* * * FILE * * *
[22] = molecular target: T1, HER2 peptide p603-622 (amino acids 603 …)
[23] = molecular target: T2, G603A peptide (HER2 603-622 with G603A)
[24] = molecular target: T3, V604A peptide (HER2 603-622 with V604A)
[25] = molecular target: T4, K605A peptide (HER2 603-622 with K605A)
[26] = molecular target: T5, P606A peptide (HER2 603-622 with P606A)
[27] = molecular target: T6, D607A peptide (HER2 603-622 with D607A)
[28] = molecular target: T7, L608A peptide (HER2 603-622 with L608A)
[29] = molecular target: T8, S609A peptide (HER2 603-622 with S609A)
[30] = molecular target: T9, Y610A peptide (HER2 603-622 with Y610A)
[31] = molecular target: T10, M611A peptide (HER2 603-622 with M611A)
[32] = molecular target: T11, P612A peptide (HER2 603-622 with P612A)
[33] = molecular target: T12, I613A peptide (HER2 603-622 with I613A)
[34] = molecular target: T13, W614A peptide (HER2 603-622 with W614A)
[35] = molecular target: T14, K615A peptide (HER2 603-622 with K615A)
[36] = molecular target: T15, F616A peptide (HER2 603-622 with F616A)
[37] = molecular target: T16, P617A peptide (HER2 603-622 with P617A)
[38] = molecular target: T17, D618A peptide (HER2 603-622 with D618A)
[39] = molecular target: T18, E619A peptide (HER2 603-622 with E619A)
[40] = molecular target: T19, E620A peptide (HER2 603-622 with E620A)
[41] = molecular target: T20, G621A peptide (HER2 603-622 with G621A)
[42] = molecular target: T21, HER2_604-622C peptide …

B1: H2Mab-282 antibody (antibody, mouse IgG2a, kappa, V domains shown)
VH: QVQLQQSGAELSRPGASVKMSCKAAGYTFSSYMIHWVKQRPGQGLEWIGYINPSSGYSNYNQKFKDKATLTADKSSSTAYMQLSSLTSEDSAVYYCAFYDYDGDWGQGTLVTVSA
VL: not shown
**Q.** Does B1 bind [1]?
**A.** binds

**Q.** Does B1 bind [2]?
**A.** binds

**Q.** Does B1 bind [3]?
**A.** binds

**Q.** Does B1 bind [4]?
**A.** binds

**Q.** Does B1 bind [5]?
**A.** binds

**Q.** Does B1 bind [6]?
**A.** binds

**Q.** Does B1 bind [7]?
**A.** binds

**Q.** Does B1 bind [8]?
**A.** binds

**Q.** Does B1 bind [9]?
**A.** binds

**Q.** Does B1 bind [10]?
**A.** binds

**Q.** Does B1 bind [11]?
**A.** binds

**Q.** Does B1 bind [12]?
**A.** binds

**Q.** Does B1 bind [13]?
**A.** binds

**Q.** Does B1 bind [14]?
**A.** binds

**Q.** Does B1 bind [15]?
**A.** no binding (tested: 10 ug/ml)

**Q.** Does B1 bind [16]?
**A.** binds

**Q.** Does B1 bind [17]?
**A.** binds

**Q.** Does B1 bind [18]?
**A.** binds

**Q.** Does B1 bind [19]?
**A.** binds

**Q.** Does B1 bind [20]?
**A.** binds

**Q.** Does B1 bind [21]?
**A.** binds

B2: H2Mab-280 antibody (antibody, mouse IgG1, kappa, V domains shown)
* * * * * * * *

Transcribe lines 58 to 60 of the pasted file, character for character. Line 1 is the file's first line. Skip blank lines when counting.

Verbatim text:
**A.** binds

**Q.** Does B1 bind [18]?
**A.** binds